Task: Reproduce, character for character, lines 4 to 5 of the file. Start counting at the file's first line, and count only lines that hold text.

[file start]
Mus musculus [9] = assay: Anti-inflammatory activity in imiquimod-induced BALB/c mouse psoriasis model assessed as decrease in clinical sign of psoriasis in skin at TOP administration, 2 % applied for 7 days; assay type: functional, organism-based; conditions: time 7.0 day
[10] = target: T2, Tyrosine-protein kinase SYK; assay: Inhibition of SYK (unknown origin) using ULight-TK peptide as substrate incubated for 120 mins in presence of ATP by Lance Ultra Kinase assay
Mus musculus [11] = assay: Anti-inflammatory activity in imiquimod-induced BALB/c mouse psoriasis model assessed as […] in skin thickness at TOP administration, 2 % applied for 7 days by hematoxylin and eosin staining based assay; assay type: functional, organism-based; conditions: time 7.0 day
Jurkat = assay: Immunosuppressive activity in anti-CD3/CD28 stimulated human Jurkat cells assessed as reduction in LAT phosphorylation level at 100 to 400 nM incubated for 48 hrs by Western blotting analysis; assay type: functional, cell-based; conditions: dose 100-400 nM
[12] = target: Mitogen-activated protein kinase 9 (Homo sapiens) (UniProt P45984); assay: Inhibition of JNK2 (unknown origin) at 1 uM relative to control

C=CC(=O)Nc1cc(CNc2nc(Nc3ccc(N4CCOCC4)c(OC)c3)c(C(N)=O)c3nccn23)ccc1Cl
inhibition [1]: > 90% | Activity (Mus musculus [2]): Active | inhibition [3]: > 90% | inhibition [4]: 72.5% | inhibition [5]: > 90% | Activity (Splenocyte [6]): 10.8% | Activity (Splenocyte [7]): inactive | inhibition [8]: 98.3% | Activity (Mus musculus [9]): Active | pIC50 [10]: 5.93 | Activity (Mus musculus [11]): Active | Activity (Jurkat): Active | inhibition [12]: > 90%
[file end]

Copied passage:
Jurkat = assay: Immunosuppressive activity in anti-CD3/CD28 stimulated human Jurkat cells assessed as reduction in LAT phosphorylation level at 100 to 400 nM incubated for 48 hrs by Western blotting analysis; assay type: functional, cell-based; conditions: dose 100-400 nM
[12] = target: Mitogen-activated protein kinase 9 (Homo sapiens) (UniProt P45984); assay: Inhibition of JNK2 (unknown origin) at 1 uM relative to control